Memory Lane: Braggin' Rights 2000
EACH WEEK, WE'LL TAKE A LOOK BACK AT A MEMORABLE MOMENT IN ILLINI HISTORY, THANKS TO THE WORDS OF THE NEWS-GAZETTE
This week: Bill Self's first Braggin' Rights game resulted in a win, kicking off a nine-game winning streak by the Illini in the series in St. Louis.
Date: Dec.. 222. 2000
Headline: Illini end Border War slump
By JIM ROSSOW
ST. LOUIS – As the country's fifth-ranked team, as a big Border War favorite, as a group of veterans who have played in more pressure cookers this season than you can shake a Top 25 poll at, Illinois had every reason to treat Thursday's breakthrough performance with a shrug of the shoulder.
Then Sergio McClain threw the basketball toward the Savvis Center ceiling, the rafters preventing it from going as high as the Arch. With the heave went any chance of masking the joy Illinois got out of a win as crazy as Wesley Stoke's hair.
"Like winning an NCAA title game," Marcus Griffin said. "That's how I feel right now. You can't believe the relief we all feel right now."
After ending a three-year Border War losing streak, after conquering demons dressed as Missouri Tigers, after taking another huge step up the national rankings, Illinois did something it hasn't done this season:
It celebrated like kids, using up whatever energy it had left after an 86-81 overtime classic.
McClain hugged everyone in sight, nearly squeezing the life out of Bill Self. Lucas Johnson grabbed the Border War trophy like it was an opposing forward, waving it to a throng of Illinois fans. And players and coaches posed for more pictures afterward than the Globetrotters do after one of their exhibitions.
"The players, their front is that they take it one game at a time, but deep down inside this one was a really big one," Self said. "It showed tonight. This one was big."
And close. And scary. And about time.
"I've put up with three years of losing to those guys," McClain said. "To finally beat them means everything to me. I wanted to go out in style, and that's what we did."
The Illini, now 9-2 and riding a five-game winning streak, needed all hands on deck to beat the unranked Tigers, who finished their Big Ten swing 1-2.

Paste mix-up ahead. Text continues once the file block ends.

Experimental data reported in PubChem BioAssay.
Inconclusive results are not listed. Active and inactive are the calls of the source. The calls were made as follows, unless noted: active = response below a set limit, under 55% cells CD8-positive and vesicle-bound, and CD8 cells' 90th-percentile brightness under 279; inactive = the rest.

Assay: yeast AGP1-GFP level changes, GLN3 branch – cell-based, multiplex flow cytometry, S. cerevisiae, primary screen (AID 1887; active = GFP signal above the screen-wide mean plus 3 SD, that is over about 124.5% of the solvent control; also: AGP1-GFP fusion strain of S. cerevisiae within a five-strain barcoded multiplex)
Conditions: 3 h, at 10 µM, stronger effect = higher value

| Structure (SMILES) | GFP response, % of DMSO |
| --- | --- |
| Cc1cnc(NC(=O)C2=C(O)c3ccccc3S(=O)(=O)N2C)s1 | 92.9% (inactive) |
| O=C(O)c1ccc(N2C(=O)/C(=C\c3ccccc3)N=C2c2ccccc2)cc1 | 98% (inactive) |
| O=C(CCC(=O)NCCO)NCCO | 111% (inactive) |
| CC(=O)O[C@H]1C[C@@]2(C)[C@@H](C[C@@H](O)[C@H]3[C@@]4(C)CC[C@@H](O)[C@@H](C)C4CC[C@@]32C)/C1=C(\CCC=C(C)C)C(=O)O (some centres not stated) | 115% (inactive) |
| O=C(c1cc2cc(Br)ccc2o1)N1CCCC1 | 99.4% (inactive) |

They needed Brian Cook's career-high 25-point outburst, 23 coming in a first half that saw Missouri race to leads of up to nine points. Cook also grabbed 11 rebounds, his first double-digit effort since the Maui Invitational opener.
"That's the best half anybody has played for us this year," Self said. "He was awesome."
The Illini needed Frank Williams to take over the way he did against Seton Hall. The sophomore finished with 18 points, none bigger than his jumper that tied the game at 72 and forced overtime.
"Frank made up his mind he was going to take over," Griffin said.
Williams started overtime with a basket, forced a Missouri turnover and later converted a conventional three-point play to put the UI ahead 83-76 with 2:03 left.
Self realizes Williams can dominate a game when he puts his mind to it. So does McClain, who yelled at his high school teammate late in the game for all 22,089 fans – the biggest crowd to watch an Illini game this season – to see.
"He did what a good teammate is supposed to do," Williams said. "He said, 'Frank, quit acting like a punk and get the ball.' "
Williams, McClain and Griffin scored the UI's first 12 points in overtime. No big deal, really.
"We're used to this kind of situation," McClain said.
Added Self: "That's why those guys won four state titles in a row."
And one Border War game. At least.
Williams gets another opportunity, but for McClain and Griffin, Thursday was their last chance.
As usual, Missouri (7-3) used passion and pizzazz to shake the Illini in the second half. Three of the last four times the Illini went to St. Louis with a national ranking, the Tigers pulled off upsets, including a year ago.
With two minutes left in regulation, Missouri had No. 4 in sight. It led 70-68 and had possession. But Stokes, a freshman guard with a unique look, forced a pair of off-target jumpers to give Williams a crack at forcing overtime.
"It was beginning to feel like last year," Lucas Johnson said. "And I didn't like that feeling."
But Kareem Rush, Missouri's leading scorer, fouled out, held to 11 points by McClain's aggressive defense. And Clarence Gilbert eventually tired, 23 shots sapping his energy in overtime. And Brian Grawer, who was 3-0 against Illinois, followed Rush to the bench with five fouls.
Illinois cherished each moment.
"The last chance we've felt this good? Probably the Ohio State game last year," Johnson said.
That's when Williams beat the buzzer and the Buckeyes with a three-pointer.
"I can't describe it," Cory Bradford said. "It's the first time we've responded well when things started going Missouri's way. It was nice to see."
So was Stanford's win against No. 1 Duke. And No. 4 Tennessee's loss earlier this week.
Beat Texas on Saturday, and Illinois has a chance to move to No. 3. Not that Self was in the rankings mode afterward. He still was appreciating the atmosphere and outcome of a rivalry he compared to Texas-Oklahoma in football.
"I'm not that big of a football fan," Self said. "This was a lot better."